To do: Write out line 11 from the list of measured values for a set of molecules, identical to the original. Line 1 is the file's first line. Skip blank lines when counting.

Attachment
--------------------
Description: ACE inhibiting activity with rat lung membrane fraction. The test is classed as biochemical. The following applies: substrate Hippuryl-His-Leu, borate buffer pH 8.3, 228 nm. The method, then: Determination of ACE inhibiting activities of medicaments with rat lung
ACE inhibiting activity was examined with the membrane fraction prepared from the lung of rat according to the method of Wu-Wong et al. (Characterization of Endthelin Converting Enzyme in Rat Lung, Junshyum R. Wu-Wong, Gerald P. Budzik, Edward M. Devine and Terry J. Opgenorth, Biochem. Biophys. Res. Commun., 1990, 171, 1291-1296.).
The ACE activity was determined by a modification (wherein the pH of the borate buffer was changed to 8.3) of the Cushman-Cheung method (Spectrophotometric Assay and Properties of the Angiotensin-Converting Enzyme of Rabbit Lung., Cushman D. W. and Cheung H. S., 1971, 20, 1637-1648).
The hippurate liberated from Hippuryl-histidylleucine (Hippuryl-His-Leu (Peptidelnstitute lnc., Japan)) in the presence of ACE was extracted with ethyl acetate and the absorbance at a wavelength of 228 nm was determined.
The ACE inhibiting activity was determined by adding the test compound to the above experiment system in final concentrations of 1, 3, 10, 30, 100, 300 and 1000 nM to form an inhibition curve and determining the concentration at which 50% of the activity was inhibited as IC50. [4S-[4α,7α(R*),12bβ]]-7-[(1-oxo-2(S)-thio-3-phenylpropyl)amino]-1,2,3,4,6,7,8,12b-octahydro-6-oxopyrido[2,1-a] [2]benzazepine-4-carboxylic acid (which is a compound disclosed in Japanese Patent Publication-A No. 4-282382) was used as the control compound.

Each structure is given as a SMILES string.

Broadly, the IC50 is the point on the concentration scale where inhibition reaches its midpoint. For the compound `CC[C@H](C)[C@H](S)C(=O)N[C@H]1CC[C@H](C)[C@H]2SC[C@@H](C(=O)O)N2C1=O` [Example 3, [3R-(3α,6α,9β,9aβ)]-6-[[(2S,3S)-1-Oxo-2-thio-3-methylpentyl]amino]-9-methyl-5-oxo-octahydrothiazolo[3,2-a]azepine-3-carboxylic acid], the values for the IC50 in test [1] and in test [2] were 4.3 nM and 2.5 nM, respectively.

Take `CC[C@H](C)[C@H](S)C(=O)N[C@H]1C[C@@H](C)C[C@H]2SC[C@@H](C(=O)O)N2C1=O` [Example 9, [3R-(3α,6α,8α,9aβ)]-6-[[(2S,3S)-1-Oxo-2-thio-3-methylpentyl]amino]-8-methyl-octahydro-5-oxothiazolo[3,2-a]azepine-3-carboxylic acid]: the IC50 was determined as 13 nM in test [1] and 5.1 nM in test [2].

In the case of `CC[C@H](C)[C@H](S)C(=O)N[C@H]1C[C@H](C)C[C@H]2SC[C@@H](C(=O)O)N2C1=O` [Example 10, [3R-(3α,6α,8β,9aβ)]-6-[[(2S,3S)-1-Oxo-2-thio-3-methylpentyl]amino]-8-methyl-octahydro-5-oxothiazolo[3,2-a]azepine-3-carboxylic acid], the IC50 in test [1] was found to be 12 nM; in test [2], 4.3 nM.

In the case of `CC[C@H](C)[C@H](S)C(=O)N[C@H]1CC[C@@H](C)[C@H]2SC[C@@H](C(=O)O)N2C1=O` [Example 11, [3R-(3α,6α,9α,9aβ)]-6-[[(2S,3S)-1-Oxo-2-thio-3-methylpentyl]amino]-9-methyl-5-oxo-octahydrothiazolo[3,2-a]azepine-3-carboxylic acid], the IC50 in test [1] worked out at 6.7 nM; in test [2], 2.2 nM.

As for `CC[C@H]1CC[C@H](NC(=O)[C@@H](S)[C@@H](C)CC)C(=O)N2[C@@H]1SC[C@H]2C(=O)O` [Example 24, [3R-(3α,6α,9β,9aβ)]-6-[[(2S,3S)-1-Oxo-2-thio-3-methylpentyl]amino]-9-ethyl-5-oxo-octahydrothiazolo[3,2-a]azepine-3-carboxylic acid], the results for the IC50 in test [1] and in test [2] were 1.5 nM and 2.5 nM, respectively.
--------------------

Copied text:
As for `CC[C@H]1CC[C@H](NC(=O)[C@@H](S)[C@@H](C)CC)C(=O)N2[C@@H]1SC[C@H]2C(=O)O` [Example 24, [3R-(3α,6α,9β,9aβ)]-6-[[(2S,3S)-1-Oxo-2-thio-3-methylpentyl]amino]-9-ethyl-5-oxo-octahydrothiazolo[3,2-a]azepine-3-carboxylic acid], the results for the IC50 in test [1] and in test [2] were 1.5 nM and 2.5 nM, respectively.